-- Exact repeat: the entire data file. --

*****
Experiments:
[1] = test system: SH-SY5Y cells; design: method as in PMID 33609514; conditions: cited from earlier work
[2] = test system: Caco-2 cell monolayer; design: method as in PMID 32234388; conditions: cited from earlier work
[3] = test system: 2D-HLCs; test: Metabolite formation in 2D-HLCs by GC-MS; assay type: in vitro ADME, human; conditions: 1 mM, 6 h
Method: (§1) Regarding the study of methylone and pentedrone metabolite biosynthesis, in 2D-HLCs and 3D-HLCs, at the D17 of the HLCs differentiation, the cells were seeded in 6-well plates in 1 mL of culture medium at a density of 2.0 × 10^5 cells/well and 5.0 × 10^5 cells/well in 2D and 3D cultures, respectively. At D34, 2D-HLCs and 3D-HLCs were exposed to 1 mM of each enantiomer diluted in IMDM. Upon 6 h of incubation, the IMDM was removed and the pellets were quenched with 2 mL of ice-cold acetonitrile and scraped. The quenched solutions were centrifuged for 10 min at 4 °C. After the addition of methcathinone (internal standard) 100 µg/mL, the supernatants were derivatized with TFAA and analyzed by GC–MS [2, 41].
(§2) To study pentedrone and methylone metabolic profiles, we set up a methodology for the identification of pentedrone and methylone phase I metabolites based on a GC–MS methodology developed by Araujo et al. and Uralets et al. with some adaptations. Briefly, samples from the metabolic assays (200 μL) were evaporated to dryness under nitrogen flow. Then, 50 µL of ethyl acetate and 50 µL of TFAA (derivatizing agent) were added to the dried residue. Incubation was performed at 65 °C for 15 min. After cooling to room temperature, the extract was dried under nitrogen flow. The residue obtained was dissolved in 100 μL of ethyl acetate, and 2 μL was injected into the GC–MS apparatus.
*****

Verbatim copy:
Experiments:
[1] = test system: SH-SY5Y cells; design: method as in PMID 33609514; conditions: cited from earlier work
[2] = test system: Caco-2 cell monolayer; design: method as in PMID 32234388; conditions: cited from earlier work
[3] = test system: 2D-HLCs; test: Metabolite formation in 2D-HLCs by GC-MS; assay type: in vitro ADME, human; conditions: 1 mM, 6 h
Method: (§1) Regarding the study of methylone and pentedrone metabolite biosynthesis, in 2D-HLCs and 3D-HLCs, at the D17 of the HLCs differentiation, the cells were seeded in 6-well plates in 1 mL of culture medium at a density of 2.0 × 10^5 cells/well and 5.0 × 10^5 cells/well in 2D and 3D cultures, respectively. At D34, 2D-HLCs and 3D-HLCs were exposed to 1 mM of each enantiomer diluted in IMDM. Upon 6 h of incubation, the IMDM was removed and the pellets were quenched with 2 mL of ice-cold acetonitrile and scraped. The quenched solutions were centrifuged for 10 min at 4 °C. After the addition of methcathinone (internal standard) 100 µg/mL, the supernatants were derivatized with TFAA and analyzed by GC–MS [2, 41].
(§2) To study pentedrone and methylone metabolic profiles, we set up a methodology for the identification of pentedrone and methylone phase I metabolites based on a GC–MS methodology developed by Araujo et al. and Uralets et al. with some adaptations. Briefly, samples from the metabolic assays (200 μL) were evaporated to dryness under nitrogen flow. Then, 50 µL of ethyl acetate and 50 µL of TFAA (derivatizing agent) were added to the dried residue. Incubation was performed at 65 °C for 15 min. After cooling to room temperature, the extract was dried under nitrogen flow. The residue obtained was dissolved in 100 μL of ethyl acetate, and 2 μL was injected into the GC–MS apparatus.